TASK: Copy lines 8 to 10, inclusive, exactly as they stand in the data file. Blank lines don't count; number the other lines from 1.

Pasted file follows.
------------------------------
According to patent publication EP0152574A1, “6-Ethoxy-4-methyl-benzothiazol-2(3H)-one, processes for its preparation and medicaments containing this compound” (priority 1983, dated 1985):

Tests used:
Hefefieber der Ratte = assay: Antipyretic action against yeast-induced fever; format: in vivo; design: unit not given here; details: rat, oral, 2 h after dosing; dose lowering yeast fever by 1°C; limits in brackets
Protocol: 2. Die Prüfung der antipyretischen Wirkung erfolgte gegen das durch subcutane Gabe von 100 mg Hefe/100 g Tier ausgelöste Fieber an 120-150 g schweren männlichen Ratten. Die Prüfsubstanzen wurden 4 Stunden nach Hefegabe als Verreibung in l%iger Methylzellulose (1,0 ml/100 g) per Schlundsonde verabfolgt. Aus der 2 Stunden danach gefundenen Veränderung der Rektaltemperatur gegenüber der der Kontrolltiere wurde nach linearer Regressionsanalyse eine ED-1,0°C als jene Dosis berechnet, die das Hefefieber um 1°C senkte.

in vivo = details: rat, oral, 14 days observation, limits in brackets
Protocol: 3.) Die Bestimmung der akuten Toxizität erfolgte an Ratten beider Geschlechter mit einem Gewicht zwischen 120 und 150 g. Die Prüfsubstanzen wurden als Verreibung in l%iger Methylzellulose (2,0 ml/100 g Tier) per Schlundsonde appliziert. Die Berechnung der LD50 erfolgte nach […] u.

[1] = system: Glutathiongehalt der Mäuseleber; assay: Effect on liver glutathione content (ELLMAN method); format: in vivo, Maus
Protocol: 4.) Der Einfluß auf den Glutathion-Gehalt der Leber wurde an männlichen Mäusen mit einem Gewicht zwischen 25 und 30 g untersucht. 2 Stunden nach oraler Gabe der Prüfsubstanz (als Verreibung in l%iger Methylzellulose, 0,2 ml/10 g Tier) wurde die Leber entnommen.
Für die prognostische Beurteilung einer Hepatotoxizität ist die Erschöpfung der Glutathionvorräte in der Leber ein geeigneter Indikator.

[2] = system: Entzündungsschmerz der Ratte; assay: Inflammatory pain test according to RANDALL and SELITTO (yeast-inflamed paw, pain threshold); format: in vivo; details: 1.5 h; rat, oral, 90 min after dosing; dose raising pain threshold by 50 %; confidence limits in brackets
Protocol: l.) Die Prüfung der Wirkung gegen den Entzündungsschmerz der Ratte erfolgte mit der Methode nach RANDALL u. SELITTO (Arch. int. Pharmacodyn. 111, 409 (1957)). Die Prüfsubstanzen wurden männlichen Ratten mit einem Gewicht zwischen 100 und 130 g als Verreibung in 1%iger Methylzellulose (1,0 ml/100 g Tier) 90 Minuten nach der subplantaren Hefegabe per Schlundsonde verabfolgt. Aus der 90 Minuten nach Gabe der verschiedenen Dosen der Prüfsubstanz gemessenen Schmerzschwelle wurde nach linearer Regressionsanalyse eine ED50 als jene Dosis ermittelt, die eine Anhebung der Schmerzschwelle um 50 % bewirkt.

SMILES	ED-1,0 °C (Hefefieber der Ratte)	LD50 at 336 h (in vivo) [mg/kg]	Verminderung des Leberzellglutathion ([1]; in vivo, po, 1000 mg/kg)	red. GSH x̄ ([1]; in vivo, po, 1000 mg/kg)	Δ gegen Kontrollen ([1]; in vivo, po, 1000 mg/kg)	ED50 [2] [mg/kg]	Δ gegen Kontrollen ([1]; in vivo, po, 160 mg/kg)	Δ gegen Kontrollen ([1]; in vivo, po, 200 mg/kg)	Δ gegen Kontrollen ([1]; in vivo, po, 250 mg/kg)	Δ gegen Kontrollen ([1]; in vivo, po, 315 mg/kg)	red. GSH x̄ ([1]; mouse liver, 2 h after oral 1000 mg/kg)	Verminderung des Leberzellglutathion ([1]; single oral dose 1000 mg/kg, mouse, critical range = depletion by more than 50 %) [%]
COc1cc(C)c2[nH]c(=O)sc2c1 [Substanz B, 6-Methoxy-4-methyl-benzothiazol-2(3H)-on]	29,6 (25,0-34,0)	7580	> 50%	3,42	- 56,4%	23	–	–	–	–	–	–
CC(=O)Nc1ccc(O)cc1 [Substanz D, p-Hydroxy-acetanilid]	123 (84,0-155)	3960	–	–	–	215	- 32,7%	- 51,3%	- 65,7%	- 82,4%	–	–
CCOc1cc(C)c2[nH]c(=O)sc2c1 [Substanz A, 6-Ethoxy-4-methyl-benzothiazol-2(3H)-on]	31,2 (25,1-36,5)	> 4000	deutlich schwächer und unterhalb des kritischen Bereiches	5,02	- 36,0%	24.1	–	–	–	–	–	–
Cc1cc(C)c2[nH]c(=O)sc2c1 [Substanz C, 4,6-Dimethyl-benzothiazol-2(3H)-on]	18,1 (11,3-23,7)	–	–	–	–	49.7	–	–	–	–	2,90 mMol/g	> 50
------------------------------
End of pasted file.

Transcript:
Protocol: 4.) Der Einfluß auf den Glutathion-Gehalt der Leber wurde an männlichen Mäusen mit einem Gewicht zwischen 25 und 30 g untersucht. 2 Stunden nach oraler Gabe der Prüfsubstanz (als Verreibung in l%iger Methylzellulose, 0,2 ml/10 g Tier) wurde die Leber entnommen.
Für die prognostische Beurteilung einer Hepatotoxizität ist die Erschöpfung der Glutathionvorräte in der Leber ein geeigneter Indikator.

[2] = system: Entzündungsschmerz der Ratte; assay: Inflammatory pain test according to RANDALL and SELITTO (yeast-inflamed paw, pain threshold); format: in vivo; details: 1.5 h; rat, oral, 90 min after dosing; dose raising pain threshold by 50 %; confidence limits in brackets